I have read 5 articles that have worked on Network of Experts, and I want to share some important part of this papers that I've found it super cool.
Network of Expert
A tree-structured network architecture for large-scale image classification that can classify most similar and confusing classes in high accuracy.
The full article that I am going to talk about is here. Network of Experts for Large-scale image categorization.
The trunk of the network contains convolutional layers optimized over all classes. At a given depth, the trunk splits into separate branches, each dedicated to discriminate a different subset of classes. Each branch acts as an expert classifying a set of categories that are difficult to tell apart, while the trunk provides common knowledge to all experts in the form of shared features. The training of our “network of experts” is completely end-to-end: the partition of categories into disjoint subsets is learned simultaneously with the parameters of the network trunk and the experts are trained jointly by minimizing a single learning objective over all classes. The proposed structure can be built from any existing convolutional neural network (CNN). The paper demonstrate its generality by adapting 4 popular CNNs for image categorization into the form of networks of experts. They worked on CIFAR100 and ImageNet.
Fig. 1. Our Network of Experts (NofE). Top: Training of the generalist. The generalist is a traditional CNN but it is optimized to partition the original set of C classes into K << C disjoint subsets, called specialties. Our method performs joint learning of the K specialties and the generalist CNN that is optimized to recognize these specialties.
Bottom: The complete NofE with K expert branches. The convolutional layers of the generalist are used as initialization for the trunk, which ties into K separate branches, each responsible to discriminate the classes within a specialty. The complete model is trained end-to-end via backpropagation with respect to the original C classes.
Although the learning scheme involves two distinct training stages – the first aimed at learning the generalist and the specialties, the second focused on training the experts – the final product is a unified model performing multiclass classification over the original classes, which we call “Network of Experts” (NofE). The training procedure is illustrated in Fig 1. The generalist is implemented in the form of a convolutional neural network (CNN) with a final softmax layer over K specialties, where K << C, with C denoting the original number of categories (Figure 1(top)).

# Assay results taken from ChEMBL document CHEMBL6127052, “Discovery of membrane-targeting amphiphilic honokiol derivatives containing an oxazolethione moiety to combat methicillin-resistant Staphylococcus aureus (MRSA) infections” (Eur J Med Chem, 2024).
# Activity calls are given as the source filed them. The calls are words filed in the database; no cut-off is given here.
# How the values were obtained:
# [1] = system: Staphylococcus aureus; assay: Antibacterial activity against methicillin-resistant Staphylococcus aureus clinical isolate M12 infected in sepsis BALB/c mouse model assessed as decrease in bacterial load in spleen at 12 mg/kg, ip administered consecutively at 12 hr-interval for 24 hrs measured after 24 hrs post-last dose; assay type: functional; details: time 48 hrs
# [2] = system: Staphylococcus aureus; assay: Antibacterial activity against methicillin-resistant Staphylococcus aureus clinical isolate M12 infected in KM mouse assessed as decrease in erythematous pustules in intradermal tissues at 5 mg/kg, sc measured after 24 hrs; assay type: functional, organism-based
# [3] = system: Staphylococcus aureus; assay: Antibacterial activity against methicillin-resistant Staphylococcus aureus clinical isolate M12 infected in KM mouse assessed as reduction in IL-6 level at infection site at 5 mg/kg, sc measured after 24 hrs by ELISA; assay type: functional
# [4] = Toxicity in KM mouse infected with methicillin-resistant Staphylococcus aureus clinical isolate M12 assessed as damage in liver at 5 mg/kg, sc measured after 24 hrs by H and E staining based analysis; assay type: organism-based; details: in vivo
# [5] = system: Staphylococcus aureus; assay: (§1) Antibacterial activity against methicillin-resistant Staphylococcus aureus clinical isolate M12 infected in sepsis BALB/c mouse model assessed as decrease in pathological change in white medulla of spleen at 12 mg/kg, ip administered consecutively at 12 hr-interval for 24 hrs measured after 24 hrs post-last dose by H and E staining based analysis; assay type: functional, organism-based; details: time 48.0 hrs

After this first training stage, the fully connected layers are discarded and K distinct branches are attached to the last convolutional layer of the generalist, i.e., one branch per specialty. Each branch is associated to a specialty and is devoted to recognize the classes within the specialty. This gives rise to the NofE architecture, a unified tree-structured network (Figure 1(bottom)). Finally, all layers of the resulting model are finetuned with respect to the original C categories by means of a global softmax layer that calibrates the outputs of the individual experts over the C categories.
So, another question comes to my mind that Why should have generalist? when we can use the Network of Expert directly.
the learning of our generalist serves two fundamental purposes:
First, using a divide and conquer strategy it decomposes the original multiclass classification problem over C labels into K subproblems, one for each specialty. The specialties are defined so that the act of classifying an image into its correct specialty is as accurate as possible. At the same time this implies that confusable classes are pushed into the same specialty, thus handing off the most challenging class-discrimination cases to the individual experts. However, because each expert is responsible for classification only over a subset of classes that are highly similar to each other, it can learn highly specialized and effective features for the subproblem, analogously to a human expert identifying mushrooms by leveraging features that are highly domain-specific (cap shape, stem type, spore color, flesh texture, etc.).
second, the convolutional layers learned by the generalist provide an initial knowledge-base for all experts in the form of shared features. In our experiments we demonstrate that fine-tuning the trunk from this initial configuration results in a significant improvement over learning the network of experts from scratch or even learning from a set of convolutional layers optimized over the entire set of C labels. Thus, the subproblem decomposition does not merely simplify the original hard classification problem but it also produces a set of pretrained features that lead to better finetuning results.